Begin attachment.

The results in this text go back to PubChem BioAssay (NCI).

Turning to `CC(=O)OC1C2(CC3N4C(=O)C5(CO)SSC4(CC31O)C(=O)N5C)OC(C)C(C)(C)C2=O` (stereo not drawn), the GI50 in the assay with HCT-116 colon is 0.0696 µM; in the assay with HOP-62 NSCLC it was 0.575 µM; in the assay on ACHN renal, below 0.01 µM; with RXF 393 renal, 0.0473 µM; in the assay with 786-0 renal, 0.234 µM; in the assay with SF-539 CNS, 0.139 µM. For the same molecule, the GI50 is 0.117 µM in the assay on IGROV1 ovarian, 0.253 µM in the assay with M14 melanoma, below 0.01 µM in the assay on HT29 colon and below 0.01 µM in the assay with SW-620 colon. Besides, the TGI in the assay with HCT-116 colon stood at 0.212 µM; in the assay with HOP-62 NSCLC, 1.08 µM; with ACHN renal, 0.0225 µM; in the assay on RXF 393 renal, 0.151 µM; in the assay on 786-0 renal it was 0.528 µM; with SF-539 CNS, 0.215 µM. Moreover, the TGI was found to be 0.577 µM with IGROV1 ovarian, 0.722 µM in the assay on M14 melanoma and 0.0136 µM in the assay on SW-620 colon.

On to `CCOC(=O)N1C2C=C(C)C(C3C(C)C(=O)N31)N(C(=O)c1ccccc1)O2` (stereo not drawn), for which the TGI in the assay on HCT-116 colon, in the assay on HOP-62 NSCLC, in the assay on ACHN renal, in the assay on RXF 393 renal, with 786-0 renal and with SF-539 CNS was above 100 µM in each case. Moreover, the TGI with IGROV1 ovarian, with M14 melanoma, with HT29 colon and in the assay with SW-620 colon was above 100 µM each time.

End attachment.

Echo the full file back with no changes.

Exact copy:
The results in this text go back to PubChem BioAssay (NCI).

Turning to `CC(=O)OC1C2(CC3N4C(=O)C5(CO)SSC4(CC31O)C(=O)N5C)OC(C)C(C)(C)C2=O` (stereo not drawn), the GI50 in the assay with HCT-116 colon is 0.0696 µM; in the assay with HOP-62 NSCLC it was 0.575 µM; in the assay on ACHN renal, below 0.01 µM; with RXF 393 renal, 0.0473 µM; in the assay with 786-0 renal, 0.234 µM; in the assay with SF-539 CNS, 0.139 µM. For the same molecule, the GI50 is 0.117 µM in the assay on IGROV1 ovarian, 0.253 µM in the assay with M14 melanoma, below 0.01 µM in the assay on HT29 colon and below 0.01 µM in the assay with SW-620 colon. Besides, the TGI in the assay with HCT-116 colon stood at 0.212 µM; in the assay with HOP-62 NSCLC, 1.08 µM; with ACHN renal, 0.0225 µM; in the assay on RXF 393 renal, 0.151 µM; in the assay on 786-0 renal it was 0.528 µM; with SF-539 CNS, 0.215 µM. Moreover, the TGI was found to be 0.577 µM with IGROV1 ovarian, 0.722 µM in the assay on M14 melanoma and 0.0136 µM in the assay on SW-620 colon.

On to `CCOC(=O)N1C2C=C(C)C(C3C(C)C(=O)N31)N(C(=O)c1ccccc1)O2` (stereo not drawn), for which the TGI in the assay on HCT-116 colon, in the assay on HOP-62 NSCLC, in the assay on ACHN renal, in the assay on RXF 393 renal, with 786-0 renal and with SF-539 CNS was above 100 µM in each case. Moreover, the TGI with IGROV1 ovarian, with M14 melanoma, with HT29 colon and in the assay with SW-620 colon was above 100 µM each time.